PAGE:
Steering is a major key to this: as with the new standard Almera, it is direct and well-weighted, providing plenty of feedback and enabling accurate and satisfying positioning of the car on the road.

The next bonus is the combination of MacPherson strut front suspension, multilink beam rear axle and short wheelbase: hatchback stability, hatchback ride and thump refinement, and hatchback noise and vibration levels. And, just like Scenic, such a blend of abilities makes the Nissan deceptively quick: it is easy to drive quickly smoothly, and far more enjoyably, than in many hatches, let alone full-size MPVs.

The driving position is a little lower than in a Scenic, reinforcing the maker's message that this car does not want to be considered an MPV in the higher-than-thou sense. Our pick of the engines is the 2.2-litre intercooled, direct injection turbodiesel.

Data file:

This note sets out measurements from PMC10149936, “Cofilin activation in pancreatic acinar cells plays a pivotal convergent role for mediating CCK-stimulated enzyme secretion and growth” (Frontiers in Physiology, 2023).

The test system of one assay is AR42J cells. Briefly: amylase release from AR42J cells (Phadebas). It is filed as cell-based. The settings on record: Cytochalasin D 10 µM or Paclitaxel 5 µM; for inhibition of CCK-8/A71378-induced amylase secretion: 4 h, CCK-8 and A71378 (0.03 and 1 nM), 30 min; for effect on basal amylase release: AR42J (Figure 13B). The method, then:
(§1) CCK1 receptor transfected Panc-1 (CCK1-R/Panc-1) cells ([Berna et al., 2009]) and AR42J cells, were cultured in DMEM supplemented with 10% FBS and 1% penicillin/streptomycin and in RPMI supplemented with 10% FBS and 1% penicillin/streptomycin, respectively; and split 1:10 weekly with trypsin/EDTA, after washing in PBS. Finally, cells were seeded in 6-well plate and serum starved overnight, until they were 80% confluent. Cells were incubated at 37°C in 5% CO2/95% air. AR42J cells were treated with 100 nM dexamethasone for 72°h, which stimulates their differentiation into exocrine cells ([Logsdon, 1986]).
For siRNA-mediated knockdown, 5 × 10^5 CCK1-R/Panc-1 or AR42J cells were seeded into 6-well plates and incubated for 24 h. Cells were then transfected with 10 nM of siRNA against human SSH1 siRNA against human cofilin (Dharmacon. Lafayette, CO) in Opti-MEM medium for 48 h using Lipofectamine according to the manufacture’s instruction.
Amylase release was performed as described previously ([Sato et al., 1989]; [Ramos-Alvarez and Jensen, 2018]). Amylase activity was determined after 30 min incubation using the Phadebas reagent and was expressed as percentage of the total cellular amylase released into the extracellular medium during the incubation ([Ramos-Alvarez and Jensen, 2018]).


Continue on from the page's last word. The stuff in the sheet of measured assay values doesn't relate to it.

It's actually quicker off the mark than both the 1.8 and 2.0-litre petrol units, has a massive torque advantage, is significantly more economical, and more benefit-in-kind tax efficient (see fact file). Like all diesels, even the new ones, the Tino's oil-burner is clattery on start-up, but that soon fades into the background. What we find curious is that Nissan does not offer its Hypertronic CVT with the 2.2 Di: automatics work well with diesels, and a continuously variable type would presumably be even more beneficial.

But: 'There's not the demand for it,' we were told. In fact, the CVT only comes with the 2.0-litre petrol ... and vice-versa: 2.0-litre has no manual option. Hypertronic is the latest version of the 'Dutch rubber band' system pioneered by DAF in the 1960s. In brief, it replaces conventional planetary gears and bands with two variable diameter pulleys, one on the output shaft, connected by a steel belt.

Drive is engaged via an electromagnetic clutch, which is itself regulated by a torque converter, so that no drive reaches the pulleys until power is applied.